Speaking of hair, his fight with the much bigger and legendary Dave Schultz is a YouTube favorite, not so much for the bloodying of Schultz as for the announcers' awe at the David vs. Goliath victory by the guy known as "pound for pound" the toughest fighter of the day:
As quoted by the Hockey Hall of Fame site, he later regretted his departure from the Isles:
"I'm not happy with what I accomplished in the NHL," he recounted, "because I felt that I could have played at least another three years? I should have listened to my wife. She was the one who said we shouldn't leave the Island when I did. And then she said we shouldn't leave Hartford when I did. So if I would have listened to her the first time, then who knows, I might have been with the Islanders, coaching or whatever. But it worked out for the best, and now -- my wife thinks she's the boss!"
Butch Goring, 'The Final Piece'
The Islanders' original #91, Goring surely needs no introduction even to younger fans since he has been a fixture of the team's broadcasts for several seasons.
His story is a familiar one: In retrospect one of the best trade deadline deals in NHL history, his acquisition in 1980 allowed the Islanders the 1-2 center threat -- and resulting center depth -- that Bill Torrey and Al Arbour believed would get them over the hump in the playoffs.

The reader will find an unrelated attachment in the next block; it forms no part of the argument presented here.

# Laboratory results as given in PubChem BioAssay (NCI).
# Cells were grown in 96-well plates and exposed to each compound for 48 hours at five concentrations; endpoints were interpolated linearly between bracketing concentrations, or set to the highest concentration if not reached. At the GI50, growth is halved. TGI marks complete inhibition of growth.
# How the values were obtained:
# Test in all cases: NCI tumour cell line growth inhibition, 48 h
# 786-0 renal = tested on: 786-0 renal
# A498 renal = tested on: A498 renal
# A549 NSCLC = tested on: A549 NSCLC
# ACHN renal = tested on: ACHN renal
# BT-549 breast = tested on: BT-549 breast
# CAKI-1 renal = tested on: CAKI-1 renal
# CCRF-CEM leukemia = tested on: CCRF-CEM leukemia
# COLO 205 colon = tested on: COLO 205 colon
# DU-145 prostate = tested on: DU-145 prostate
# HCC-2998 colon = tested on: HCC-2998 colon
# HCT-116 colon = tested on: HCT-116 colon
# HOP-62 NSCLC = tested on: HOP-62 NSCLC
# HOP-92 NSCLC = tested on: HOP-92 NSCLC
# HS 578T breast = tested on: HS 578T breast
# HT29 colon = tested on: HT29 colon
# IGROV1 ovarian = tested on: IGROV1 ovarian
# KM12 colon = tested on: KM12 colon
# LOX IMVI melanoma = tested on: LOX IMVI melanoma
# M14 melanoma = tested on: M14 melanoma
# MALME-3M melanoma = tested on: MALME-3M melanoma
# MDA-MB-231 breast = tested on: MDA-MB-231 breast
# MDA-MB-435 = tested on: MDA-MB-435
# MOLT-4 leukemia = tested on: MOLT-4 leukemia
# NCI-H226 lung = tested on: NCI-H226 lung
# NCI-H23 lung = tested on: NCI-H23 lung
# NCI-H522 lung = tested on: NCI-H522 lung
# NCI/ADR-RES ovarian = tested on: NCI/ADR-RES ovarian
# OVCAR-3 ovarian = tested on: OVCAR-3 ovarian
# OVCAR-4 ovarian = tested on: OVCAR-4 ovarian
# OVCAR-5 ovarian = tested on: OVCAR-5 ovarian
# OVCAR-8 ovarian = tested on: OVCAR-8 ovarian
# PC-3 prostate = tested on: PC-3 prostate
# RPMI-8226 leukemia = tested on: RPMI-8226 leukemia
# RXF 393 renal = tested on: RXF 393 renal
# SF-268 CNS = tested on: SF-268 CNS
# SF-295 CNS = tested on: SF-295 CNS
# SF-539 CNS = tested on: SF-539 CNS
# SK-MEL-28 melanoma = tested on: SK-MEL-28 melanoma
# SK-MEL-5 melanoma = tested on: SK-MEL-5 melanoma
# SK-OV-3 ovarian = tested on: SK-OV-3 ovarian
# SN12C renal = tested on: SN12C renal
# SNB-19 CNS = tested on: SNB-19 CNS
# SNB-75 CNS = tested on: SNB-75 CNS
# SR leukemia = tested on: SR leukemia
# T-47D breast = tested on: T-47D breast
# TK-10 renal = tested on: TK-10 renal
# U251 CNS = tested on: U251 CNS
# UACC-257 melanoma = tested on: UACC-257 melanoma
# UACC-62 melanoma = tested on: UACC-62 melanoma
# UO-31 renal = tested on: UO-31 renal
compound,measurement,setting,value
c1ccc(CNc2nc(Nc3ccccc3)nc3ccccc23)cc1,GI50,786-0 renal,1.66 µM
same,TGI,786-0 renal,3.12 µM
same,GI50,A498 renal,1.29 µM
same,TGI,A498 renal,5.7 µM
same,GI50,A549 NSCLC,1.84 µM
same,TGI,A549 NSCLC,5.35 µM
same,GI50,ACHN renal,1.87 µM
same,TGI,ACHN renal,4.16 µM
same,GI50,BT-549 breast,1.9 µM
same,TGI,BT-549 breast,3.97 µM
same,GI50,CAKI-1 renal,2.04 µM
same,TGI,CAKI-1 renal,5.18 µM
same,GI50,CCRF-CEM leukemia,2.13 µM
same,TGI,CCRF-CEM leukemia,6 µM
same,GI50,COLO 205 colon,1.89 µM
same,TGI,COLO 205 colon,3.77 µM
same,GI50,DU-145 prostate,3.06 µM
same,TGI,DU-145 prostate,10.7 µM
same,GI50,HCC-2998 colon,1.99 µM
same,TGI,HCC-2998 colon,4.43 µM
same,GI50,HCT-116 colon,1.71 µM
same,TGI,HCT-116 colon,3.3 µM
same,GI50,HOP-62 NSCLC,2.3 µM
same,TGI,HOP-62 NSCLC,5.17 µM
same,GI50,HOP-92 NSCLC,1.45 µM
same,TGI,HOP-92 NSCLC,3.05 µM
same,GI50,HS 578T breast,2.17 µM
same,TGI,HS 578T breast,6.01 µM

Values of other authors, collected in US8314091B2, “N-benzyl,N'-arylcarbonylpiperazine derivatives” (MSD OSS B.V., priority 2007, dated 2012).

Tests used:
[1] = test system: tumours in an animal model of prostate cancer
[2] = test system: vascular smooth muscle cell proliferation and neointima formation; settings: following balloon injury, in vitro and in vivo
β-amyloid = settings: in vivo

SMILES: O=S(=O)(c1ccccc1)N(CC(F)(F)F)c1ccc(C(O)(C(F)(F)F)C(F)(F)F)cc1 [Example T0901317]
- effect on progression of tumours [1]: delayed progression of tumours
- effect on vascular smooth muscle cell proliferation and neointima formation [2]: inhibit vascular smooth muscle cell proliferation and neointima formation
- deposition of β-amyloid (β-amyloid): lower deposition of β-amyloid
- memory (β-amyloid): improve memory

Goring rewarded that belief and then some, playing some of the best hockey of his career -- which was previously outstanding but overlooked out in California -- as a core part of all four Stanley Cup wins, including a Conn Smythe Trophy in 1981.
Always a clean player, he's also known for his infamous road "wardrobe," his one-of-a-kind helmet, his adventurous pronunciation of names as the Islanders color man on MSG, and for briefly coaching the Islanders during the darkest Milbury years after leading their IHL affiliate to championships in Denver and Utah.
Here's a great vintage feature on Goring with him in a swimming pool and rocking an awesome Izod polo:
Pierre Turgeon, 'Sneaky Pete'
Turgeon registered the third-highest single-season point total in team history, and he did it on a team where the second-highest scorer was 45 points behind him.
It's almost mind-boggling to ponder the early '90s today, after the rules have tightened up but the defensive structures have remained from the low-scoring mid-'90s. But Turgeon's 132 points in 1992-93 was a thing to behold, while Steve Thomas was next with 87 points -- a great total by today's standard.